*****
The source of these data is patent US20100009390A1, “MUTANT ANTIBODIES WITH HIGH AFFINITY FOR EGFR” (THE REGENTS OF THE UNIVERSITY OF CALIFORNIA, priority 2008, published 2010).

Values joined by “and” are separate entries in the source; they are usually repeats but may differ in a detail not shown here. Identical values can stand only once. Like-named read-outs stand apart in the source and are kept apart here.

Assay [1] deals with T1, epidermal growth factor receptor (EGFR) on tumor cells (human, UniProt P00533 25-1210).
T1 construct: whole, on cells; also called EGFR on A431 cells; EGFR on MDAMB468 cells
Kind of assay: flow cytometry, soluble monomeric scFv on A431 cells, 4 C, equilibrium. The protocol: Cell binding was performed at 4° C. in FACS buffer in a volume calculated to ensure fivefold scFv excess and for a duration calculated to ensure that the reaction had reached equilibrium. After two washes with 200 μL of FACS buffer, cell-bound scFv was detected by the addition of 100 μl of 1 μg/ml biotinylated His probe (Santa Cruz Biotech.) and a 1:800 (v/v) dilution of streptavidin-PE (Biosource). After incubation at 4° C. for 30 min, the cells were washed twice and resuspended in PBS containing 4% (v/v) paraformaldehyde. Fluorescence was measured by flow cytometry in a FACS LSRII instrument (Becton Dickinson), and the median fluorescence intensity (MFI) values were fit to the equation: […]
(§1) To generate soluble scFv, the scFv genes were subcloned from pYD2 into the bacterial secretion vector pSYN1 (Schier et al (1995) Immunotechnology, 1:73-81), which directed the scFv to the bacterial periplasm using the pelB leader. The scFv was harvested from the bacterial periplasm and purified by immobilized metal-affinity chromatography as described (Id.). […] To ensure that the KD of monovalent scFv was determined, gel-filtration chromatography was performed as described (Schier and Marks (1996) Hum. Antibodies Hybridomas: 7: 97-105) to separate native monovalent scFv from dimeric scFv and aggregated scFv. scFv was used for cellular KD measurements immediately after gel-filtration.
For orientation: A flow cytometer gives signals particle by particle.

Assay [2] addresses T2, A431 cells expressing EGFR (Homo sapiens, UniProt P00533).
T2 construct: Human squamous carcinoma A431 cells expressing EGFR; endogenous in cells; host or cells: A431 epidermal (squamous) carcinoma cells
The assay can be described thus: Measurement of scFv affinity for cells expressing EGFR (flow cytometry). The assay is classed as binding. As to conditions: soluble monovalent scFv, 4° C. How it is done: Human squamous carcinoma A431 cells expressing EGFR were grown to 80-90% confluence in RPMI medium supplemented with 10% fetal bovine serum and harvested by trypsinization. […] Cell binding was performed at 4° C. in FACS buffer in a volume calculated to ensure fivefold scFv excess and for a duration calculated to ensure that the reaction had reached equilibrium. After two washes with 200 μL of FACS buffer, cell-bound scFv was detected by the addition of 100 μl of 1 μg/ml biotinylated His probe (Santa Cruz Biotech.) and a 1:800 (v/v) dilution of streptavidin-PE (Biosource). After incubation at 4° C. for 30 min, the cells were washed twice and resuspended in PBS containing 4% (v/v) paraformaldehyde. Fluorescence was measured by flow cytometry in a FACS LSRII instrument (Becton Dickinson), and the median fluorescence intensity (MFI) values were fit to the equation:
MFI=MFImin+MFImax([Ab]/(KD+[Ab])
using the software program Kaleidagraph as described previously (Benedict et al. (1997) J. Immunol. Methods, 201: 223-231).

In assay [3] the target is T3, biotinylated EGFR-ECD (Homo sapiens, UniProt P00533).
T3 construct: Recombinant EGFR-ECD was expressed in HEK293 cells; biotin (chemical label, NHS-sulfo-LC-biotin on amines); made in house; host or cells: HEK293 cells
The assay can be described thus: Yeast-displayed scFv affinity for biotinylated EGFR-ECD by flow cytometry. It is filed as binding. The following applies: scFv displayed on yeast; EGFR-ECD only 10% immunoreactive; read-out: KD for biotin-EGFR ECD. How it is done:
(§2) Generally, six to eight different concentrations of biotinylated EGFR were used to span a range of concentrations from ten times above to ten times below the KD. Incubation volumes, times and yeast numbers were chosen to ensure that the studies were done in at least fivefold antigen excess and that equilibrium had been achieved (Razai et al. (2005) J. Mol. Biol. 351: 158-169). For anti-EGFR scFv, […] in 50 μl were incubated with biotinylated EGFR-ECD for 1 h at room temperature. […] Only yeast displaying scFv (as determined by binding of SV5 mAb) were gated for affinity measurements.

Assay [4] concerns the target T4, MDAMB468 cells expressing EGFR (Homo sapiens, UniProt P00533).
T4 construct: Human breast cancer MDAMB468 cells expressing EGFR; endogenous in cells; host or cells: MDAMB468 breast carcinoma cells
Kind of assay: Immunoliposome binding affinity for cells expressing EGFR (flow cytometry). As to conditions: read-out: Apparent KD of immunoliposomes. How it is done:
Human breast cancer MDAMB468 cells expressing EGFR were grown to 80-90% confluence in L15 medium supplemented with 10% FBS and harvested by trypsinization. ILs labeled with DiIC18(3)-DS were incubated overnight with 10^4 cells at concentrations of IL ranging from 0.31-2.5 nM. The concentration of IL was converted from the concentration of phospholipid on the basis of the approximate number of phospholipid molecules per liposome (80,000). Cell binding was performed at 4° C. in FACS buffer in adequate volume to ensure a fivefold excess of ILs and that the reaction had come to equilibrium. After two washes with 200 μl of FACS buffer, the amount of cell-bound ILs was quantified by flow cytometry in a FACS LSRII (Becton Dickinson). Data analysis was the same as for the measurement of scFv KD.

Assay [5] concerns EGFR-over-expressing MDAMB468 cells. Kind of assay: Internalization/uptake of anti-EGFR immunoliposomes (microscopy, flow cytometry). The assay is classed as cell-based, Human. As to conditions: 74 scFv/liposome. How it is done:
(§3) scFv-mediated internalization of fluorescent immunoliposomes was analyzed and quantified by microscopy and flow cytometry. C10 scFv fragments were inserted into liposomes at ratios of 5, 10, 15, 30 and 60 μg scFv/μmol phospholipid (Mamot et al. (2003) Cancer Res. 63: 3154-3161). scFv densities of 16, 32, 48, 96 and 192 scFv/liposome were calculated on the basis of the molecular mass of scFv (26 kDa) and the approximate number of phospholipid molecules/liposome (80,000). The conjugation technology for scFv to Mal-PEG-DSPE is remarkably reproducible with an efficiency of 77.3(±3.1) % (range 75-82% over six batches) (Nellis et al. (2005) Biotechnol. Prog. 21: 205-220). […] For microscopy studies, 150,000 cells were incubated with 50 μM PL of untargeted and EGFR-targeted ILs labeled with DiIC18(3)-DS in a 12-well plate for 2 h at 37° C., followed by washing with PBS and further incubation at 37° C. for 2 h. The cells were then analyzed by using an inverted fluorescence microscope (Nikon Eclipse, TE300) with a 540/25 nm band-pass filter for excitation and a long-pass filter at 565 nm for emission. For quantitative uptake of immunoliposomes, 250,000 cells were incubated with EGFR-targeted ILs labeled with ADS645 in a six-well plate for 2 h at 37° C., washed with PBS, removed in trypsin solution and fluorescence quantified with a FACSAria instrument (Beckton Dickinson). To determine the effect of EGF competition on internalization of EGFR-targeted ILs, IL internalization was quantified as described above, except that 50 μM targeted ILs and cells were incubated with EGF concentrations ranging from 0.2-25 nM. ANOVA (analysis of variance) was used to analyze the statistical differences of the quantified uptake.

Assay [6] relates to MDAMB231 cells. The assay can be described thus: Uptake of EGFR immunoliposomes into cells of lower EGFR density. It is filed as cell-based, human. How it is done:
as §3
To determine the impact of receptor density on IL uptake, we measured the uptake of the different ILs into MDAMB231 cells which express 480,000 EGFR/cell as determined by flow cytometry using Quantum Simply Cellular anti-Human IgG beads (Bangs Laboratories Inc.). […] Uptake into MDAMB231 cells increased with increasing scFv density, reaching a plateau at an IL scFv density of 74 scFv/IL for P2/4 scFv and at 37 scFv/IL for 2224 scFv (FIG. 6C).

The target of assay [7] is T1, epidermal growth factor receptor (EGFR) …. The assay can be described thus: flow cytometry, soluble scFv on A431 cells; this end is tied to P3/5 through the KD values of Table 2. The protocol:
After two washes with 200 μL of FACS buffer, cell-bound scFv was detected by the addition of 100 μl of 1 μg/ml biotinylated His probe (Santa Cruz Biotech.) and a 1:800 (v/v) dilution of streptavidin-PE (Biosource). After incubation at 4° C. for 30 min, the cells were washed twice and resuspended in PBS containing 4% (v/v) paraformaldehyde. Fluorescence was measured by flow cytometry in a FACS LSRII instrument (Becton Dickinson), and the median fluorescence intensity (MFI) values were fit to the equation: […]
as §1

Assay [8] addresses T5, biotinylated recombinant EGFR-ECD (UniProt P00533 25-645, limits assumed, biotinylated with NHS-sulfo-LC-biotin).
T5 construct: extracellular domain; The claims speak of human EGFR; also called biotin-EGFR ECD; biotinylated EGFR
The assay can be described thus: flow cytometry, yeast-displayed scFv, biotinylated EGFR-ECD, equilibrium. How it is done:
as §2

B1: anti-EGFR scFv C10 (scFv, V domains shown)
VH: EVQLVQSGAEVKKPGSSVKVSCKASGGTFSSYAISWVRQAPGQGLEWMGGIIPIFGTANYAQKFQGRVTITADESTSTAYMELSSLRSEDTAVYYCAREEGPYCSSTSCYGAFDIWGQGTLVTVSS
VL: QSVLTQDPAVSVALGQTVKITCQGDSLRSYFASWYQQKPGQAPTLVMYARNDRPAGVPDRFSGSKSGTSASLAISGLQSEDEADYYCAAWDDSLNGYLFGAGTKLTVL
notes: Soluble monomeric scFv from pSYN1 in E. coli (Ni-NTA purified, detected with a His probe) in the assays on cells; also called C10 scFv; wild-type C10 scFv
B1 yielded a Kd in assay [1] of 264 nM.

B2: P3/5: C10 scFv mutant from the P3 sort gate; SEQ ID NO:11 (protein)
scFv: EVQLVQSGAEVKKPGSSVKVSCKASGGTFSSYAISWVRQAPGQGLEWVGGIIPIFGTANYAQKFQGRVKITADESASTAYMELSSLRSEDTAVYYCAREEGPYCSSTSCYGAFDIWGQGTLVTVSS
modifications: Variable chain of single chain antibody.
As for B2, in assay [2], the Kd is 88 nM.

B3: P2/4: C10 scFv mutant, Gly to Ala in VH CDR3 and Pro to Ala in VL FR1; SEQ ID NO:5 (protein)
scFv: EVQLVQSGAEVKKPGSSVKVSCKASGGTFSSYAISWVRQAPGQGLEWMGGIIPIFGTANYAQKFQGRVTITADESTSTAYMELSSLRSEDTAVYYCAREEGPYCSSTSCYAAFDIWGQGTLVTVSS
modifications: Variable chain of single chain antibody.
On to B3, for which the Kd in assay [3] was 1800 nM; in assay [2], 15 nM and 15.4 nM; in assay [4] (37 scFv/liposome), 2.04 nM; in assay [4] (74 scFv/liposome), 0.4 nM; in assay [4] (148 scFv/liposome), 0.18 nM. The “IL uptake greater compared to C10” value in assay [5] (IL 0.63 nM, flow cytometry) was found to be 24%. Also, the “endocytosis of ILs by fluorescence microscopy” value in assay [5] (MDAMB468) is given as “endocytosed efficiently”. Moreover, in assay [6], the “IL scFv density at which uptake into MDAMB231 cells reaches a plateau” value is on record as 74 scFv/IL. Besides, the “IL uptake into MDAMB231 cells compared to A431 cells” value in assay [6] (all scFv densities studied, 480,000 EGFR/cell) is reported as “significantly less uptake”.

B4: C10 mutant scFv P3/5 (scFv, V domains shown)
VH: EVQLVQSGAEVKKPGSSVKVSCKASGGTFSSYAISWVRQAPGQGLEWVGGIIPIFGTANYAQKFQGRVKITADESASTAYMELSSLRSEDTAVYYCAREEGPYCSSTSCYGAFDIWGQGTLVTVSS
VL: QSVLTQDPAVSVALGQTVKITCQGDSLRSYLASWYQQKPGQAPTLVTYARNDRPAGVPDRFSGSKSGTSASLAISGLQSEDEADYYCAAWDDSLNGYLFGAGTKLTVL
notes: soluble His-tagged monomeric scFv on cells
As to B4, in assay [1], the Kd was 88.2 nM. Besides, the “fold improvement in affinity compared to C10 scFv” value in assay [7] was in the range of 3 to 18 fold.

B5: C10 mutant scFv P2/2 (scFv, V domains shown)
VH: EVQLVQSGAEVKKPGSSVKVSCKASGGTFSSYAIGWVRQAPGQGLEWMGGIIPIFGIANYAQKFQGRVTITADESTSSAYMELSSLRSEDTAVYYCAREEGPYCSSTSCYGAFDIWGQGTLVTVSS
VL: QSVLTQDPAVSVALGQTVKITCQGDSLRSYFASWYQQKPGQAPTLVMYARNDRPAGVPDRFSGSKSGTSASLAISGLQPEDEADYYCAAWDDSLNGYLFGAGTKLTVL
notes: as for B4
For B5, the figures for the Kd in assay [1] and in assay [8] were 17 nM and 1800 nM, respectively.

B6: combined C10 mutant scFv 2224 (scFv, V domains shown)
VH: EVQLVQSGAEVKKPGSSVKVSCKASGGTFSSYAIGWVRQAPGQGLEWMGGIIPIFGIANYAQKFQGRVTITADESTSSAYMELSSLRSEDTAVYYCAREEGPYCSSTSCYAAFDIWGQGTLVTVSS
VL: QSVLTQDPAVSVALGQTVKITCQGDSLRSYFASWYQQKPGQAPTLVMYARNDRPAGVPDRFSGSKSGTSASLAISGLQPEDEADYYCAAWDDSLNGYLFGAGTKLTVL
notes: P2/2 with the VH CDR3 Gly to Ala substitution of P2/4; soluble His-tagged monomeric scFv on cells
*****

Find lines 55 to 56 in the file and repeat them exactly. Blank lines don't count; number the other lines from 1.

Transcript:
For B5, the figures for the Kd in assay [1] and in assay [8] were 17 nM and 1800 nM, respectively.

B6: combined C10 mutant scFv 2224 (scFv, V domains shown)